A growing number of pet owners are using cannabis-derived products containing high doses of cannabidiol (CBD) and low or negligible doses of THC to alleviate pain, seizures, and other conditions. But what’s known about the science of cannabinoid medicine and pets?
Unfortunately, not a lot. But there are a few things to be learned from the science of cannabis and dogs and cats, even as the field emerges from decades of neglect.
As with humans, the question of using medical cannabis to improve the health of a dog or cat is a complicated one. There isn’t a lot of solid, peer-reviewed research examining its safety or effectiveness. That’s slowly changing, though, and the science of cannabis and pets recently took a big leap forward. In July 2018, the first clinical study examining the effects of hemp-based cannabidiol on arthritic dogs was published in Frontiers in Veterinary Science, a leading international journal. The results were extremely encouraging.
That study, titled “Pharmacokinetics, Safety, and Clinical Efficacy of Cannabidiol Treatment in Osteoarthritic Dogs,” was led by Dr. Joseph Wakshlag of Cornell University. Wakshlag and colleagues measured the effects of a particular hemp-based cannabidiol product—ElleVet Sciences’ proprietary hemp oil blend—on pain and arthritis in a small sample of dogs.
The results were remarkable: More than 80% of the dogs in the study saw significant decrease in pain and improved mobility.
Few Other Studies
That’s only one study, though. As promising as it is, nobody should rely on a single study to decide on the right path for them and their dog or cat. And unfortunately, when it comes to pets and cannabinoid-based medicine, only a small number of studies have ever been published. (A search of the leading medical research databases turned up a grand total of four.)
Understanding the political, ethical, and scientific implications of using medical cannabis and hemp in animals is more urgent than ever, and there’s a lot to unpack.
Most Vets Can’t Touch CBD
You should know this up front: In most states, a veterinarian is not allowed to prescribe or recommend a cannabis product for your pet, regardless of the vet’s personal or professional opinion. Each state has its own veterinary board, and that board adheres to federal law concerning medical cannabis.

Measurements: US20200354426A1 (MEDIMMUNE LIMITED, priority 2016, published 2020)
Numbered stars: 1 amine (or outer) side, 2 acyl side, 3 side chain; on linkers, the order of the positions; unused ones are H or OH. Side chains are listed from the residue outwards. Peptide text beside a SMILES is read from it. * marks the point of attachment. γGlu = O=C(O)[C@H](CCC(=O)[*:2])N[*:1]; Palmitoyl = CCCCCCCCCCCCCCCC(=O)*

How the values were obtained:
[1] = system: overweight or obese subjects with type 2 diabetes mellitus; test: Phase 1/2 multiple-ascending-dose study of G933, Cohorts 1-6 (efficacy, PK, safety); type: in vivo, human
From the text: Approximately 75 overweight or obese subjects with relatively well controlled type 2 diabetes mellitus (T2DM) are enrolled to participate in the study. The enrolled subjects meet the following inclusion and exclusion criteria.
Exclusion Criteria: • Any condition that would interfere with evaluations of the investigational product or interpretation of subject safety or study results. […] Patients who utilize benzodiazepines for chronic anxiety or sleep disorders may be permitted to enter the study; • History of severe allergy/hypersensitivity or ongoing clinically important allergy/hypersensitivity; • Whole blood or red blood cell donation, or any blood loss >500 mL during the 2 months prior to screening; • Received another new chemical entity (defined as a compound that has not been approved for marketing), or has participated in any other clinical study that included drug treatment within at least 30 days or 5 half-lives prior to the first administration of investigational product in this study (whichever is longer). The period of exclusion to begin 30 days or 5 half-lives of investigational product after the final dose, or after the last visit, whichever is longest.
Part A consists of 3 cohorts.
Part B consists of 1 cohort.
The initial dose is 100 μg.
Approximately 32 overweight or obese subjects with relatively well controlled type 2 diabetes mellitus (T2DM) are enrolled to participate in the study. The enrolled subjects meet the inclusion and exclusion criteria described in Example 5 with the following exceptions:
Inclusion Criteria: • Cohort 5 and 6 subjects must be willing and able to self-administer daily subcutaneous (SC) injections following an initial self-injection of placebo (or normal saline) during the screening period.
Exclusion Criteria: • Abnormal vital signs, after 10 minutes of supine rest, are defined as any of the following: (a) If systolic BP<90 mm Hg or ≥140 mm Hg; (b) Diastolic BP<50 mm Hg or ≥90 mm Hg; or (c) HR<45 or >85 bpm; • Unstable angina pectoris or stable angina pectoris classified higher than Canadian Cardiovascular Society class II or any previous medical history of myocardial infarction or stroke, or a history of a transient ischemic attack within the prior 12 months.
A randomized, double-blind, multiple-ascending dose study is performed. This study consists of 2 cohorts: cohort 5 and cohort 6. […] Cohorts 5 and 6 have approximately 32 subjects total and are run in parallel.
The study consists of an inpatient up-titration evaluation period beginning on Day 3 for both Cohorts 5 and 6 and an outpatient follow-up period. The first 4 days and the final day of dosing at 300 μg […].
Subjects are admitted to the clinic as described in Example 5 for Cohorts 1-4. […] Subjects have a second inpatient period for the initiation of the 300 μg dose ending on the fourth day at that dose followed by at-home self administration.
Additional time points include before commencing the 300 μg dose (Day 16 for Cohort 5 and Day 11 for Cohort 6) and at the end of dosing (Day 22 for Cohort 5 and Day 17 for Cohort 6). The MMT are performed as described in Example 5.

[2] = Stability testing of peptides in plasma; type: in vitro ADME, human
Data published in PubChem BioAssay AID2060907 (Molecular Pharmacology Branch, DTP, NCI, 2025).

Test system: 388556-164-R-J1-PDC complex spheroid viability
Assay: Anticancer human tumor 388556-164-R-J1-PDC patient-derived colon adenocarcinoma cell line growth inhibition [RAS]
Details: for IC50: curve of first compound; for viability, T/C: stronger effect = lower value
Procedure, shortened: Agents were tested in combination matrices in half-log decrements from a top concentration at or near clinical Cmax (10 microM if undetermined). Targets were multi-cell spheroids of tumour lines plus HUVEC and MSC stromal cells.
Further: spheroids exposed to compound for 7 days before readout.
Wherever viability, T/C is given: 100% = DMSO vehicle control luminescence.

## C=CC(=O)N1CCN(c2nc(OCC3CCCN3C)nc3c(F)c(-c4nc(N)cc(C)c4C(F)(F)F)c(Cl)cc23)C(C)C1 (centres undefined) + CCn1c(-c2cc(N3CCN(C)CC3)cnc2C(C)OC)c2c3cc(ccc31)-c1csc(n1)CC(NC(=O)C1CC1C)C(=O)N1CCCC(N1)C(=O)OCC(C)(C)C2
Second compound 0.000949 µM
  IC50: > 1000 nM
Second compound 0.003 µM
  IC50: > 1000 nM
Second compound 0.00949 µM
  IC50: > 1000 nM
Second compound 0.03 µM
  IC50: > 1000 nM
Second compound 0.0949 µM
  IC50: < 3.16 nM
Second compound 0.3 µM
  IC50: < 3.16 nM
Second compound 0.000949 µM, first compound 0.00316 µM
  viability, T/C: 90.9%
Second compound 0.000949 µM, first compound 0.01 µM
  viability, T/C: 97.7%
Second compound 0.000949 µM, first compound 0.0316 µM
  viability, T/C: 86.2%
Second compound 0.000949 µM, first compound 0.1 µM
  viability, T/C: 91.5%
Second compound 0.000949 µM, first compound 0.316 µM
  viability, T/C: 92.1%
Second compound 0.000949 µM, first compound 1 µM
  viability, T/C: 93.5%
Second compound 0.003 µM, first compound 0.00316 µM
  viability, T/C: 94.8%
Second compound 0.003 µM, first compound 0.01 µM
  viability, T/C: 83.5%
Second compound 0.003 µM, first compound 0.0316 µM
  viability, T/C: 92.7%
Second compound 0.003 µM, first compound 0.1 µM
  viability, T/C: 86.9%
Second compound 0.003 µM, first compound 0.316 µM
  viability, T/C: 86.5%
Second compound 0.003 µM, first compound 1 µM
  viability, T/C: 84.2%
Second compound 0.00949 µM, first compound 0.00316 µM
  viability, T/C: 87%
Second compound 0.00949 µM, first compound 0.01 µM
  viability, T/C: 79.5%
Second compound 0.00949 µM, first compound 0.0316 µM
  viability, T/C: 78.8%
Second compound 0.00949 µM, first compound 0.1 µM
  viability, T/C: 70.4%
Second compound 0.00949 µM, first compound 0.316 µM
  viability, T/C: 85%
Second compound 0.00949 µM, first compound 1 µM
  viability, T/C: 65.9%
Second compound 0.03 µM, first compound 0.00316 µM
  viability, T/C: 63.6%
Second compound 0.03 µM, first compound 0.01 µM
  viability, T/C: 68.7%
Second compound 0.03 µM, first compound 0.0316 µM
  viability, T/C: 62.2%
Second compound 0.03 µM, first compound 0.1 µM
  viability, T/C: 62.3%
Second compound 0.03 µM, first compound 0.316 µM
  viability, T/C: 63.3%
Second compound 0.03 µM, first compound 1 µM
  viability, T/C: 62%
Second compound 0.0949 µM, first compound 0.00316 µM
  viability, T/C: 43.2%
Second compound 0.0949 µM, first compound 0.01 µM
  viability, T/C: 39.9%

Even in California, where state law makes cannabis legal for all adults, the California Veterinary Medical Board clearly states: “There is nothing in California law that would allow a veterinarian to prescribe, recommend, or approve marijuana for treating animals. Veterinarians are in violation of California law if they are incorporating cannabis into their practices.”
Leafly spoke with Dr. Gary Richter, a veterinarian based in Oakland, CA, about this issue in 2017. At the time, Richter had mentioned an online petition he was working on to get a “compassionate care” law for animals in his state. Recently, Dr. Richter confirmed that a bill of this sort has recently passed through the state legislature and was signed into law by Gov. Jerry Brown.
“I’m happy to report it was signed on Sept. 29,” Richter said. “It goes into effect Jan. 1 next year. The bill was far from perfect but it is a huge step in the right direction and the first of its kind in the nation.”
Richter says he’s spent the last year in the political sphere, advocating to allow the use of medical cannabis for pets because he’s seen first-hand the benefits of its use. And yet, under current California law, veterinarians risk having their licenses revoked if they actively recommend a medical cannabis product to an animal’s owner.